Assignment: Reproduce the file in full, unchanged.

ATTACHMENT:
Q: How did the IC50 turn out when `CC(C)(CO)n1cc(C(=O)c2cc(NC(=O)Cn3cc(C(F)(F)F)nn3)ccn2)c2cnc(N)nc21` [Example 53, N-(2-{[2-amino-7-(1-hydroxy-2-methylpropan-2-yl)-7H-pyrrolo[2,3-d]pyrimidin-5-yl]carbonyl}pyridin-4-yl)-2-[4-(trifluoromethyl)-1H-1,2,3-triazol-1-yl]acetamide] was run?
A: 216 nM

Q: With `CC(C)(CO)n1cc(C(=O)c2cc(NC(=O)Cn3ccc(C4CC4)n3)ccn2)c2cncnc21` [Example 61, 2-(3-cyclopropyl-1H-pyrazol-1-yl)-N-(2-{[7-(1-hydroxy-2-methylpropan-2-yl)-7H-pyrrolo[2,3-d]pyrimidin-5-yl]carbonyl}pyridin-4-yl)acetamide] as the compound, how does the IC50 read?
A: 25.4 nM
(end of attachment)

Q: How did the IC50 turn out when `CC(C)(CO)n1cc(C(=O)c2cc(NC(=O)Cn3cc(C(F)(F)F)nn3)ccn2)c2cnc(N)nc21` [Example 53, N-(2-{[2-amino-7-(1-hydroxy-2-methylpropan-2-yl)-7H-pyrrolo[2,3-d]pyrimidin-5-yl]carbonyl}pyridin-4-yl)-2-[4-(trifluoromethyl)-1H-1,2,3-triazol-1-yl]acetamide] was run?
A: 216 nM

Q: With `CC(C)(CO)n1cc(C(=O)c2cc(NC(=O)Cn3ccc(C4CC4)n3)ccn2)c2cncnc21` [Example 61, 2-(3-cyclopropyl-1H-pyrazol-1-yl)-N-(2-{[7-(1-hydroxy-2-methylpropan-2-yl)-7H-pyrrolo[2,3-d]pyrimidin-5-yl]carbonyl}pyridin-4-yl)acetamide] as the compound, how does the IC50 read?
A: 25.4 nM